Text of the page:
Crisis management is the systematic approach an organization takes to an unexpected event, with the intent of minimizing any negative impact. Managing a crisis — whether it originates from a pandemic, natural disaster, data breach or other cause — requires having a coherent response plan in place, one that spells out how teams will coordinate their public-facing communications and actions.
Public relations (PR) is a central component of crisis management. By creating a detailed plan for how public relations professionals should respond under pressure and on a tight timetable, organizations can minimize reputational and financial damage when a crisis occurs. The stakes for effective crisis management are very high, making such in-depth and ongoing planning critical to institutional survival.
The purpose and importance of crisis management
When an organization is confronted with a crisis, it must respond quickly yet carefully to avoid amplifying any damage already done or losing control of the narrative. The difference between a well-planned and impromptu response can translate to millions of dollars in sales, stock price fluctuations and/or earned media.
Overall, the primary goals of crisis management are to:
- Communicate clearly and confidently with the public about the situation in question
- Respond as accurately as possible, with assiduous fact-checking before going public
- Relay any critical information about public health safety, e.g., related to a product recall
- Reach audiences on the communications channel(s) they use, from email to social media
- Shape and control the narrative to show an organization is acting in the public interest
- Follow any crisis management plans in place, for maximum consistency across teams
- Learn from incidents and use those lessons to anticipate and form plans for future events
Let’s look at some real examples of crisis management to see the difference between adept and suboptimal PR responses, the specific actions taken by crisis management teams and the concrete effects associated with each situation.
Effective crisis management: The Tylenol recall of 1982
This episode is the gold standard for swiftly and decisively handling a major PR crisis, and in turn rebuilding trust with the public. In 1982, seven people died after taking Tylenol capsules that had been contaminated with potassium cyanide. In response, Johnson & Johnson recalled more than 30 million bottles of Tylenol in the U.S. with a total retail value of $265 million in 2019 dollars. It also offered to exchange any existing capsules for solid tablets. Ultimately, it worked with the U.S. Food and Drug Administration to pioneer tamper-resistant packaging and caplets that became industry standards for safety, and Tylenol sales rebounded to normal within a year with some help from concurrent discounts.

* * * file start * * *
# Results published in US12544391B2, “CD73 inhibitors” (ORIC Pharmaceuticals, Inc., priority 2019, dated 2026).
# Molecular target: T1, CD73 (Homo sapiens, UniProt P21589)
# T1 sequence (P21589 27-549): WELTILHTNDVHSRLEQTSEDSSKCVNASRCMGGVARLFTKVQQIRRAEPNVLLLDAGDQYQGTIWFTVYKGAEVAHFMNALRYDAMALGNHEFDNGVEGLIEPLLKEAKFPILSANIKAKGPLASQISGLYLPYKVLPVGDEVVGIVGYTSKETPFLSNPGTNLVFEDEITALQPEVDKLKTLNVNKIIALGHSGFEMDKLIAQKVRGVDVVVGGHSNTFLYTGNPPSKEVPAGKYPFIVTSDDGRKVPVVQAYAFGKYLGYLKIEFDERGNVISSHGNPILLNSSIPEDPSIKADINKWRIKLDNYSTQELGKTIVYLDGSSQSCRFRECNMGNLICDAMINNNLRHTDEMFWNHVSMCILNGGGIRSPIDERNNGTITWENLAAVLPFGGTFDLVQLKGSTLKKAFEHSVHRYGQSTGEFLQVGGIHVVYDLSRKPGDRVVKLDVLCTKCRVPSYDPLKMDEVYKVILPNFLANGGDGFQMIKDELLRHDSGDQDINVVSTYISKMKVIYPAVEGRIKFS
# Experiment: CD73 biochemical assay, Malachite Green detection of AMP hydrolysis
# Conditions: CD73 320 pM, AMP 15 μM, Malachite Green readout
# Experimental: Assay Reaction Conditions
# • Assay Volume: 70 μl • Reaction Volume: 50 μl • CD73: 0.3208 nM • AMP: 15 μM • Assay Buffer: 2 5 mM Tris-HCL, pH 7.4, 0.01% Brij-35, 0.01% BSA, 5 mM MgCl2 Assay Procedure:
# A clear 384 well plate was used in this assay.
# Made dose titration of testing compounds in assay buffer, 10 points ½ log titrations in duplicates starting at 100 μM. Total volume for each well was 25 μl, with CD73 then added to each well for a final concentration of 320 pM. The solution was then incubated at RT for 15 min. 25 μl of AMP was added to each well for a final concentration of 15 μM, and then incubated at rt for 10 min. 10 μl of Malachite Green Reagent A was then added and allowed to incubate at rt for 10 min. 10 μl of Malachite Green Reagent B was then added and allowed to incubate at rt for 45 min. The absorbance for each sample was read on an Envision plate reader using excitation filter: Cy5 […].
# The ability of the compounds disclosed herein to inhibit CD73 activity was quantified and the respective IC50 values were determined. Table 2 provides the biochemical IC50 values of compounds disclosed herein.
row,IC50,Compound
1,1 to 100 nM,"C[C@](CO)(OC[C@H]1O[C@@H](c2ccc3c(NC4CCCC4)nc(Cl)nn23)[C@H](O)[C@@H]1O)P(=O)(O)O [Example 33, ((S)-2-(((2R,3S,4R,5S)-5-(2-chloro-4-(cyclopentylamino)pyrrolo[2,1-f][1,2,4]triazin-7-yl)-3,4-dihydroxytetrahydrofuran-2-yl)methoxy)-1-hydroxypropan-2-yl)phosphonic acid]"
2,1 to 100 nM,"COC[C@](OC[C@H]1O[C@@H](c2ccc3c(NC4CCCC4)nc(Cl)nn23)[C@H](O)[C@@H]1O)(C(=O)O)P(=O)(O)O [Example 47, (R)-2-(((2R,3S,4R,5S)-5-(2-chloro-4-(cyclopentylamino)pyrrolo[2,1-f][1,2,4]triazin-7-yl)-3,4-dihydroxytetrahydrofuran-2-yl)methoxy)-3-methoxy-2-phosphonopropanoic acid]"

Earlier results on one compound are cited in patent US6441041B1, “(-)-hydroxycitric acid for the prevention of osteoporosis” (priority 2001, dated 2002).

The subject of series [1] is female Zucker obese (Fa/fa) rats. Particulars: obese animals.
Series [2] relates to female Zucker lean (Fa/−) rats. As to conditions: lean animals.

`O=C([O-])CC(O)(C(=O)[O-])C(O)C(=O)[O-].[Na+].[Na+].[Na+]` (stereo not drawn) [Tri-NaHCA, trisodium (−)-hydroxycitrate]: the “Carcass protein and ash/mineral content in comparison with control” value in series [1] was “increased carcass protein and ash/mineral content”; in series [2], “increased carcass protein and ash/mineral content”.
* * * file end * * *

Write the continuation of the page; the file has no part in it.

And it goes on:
Ineffective crisis management: The long shadow of the 1970s baby formula boycotts
Nestle faced backlash over its promotion of its infant formulas as alternatives to breastmilk, beginning in the 1970s. The resulting boycotts have been going ever since and have extended to products other than formula, including the brand’s prominent bottled water line. Controversies have also swirled around the company’s marketing tactics and its alignment with the World Health Organization Code for the marketing of breastmilk substitutes. Although Nestle has maintained robust sales despite these incidents and issued periodic statements, its reputation has suffered and the opportunity costs from managing negative perceptions have accumulated. A Harvard Business Review study estimated that, in general, poor reputation raises the cost of every hire by at least 10%.
Effective crisis management: American Red Cross and the accidental hashtag
Social media crises are a constant risk to organizations, as the velocity of communication and massive audience size on platforms like Facebook and Twitter mean that events can quickly spiral out of control without proper crisis management. However, the American Red Cross showed how these situations are navigable with the right plan. One of its social media managers accidentally posted content about drinking from a personal account to the firm’s Twitter page, including a memorable hashtag. A timely deletion, along with a humorous retraction message — “rest assured, the Red Cross is sober” — and resharing of the hashtag by the beer maker Dogfish Head resulted in a rise in donations.
Ineffective crisis management: The 2017 Equifax incident
The 2017 data breach of Equifax was one of the largest in history, compromising sensitive information about 170 million people. Although the initial incident was damaging enough, the subsequent response to it was also detrimental. The credit bureau struggled to communicate its actions to those affected and ultimately take responsibility to improve the situation. The website it set up for customers to check their status was quickly overwhelmed, and company leadership took a long time to make public statements about what had happened. The eventual FTC settlement was also an issue, as the promise of a one-time cash payment evaporated following higher than expected demand.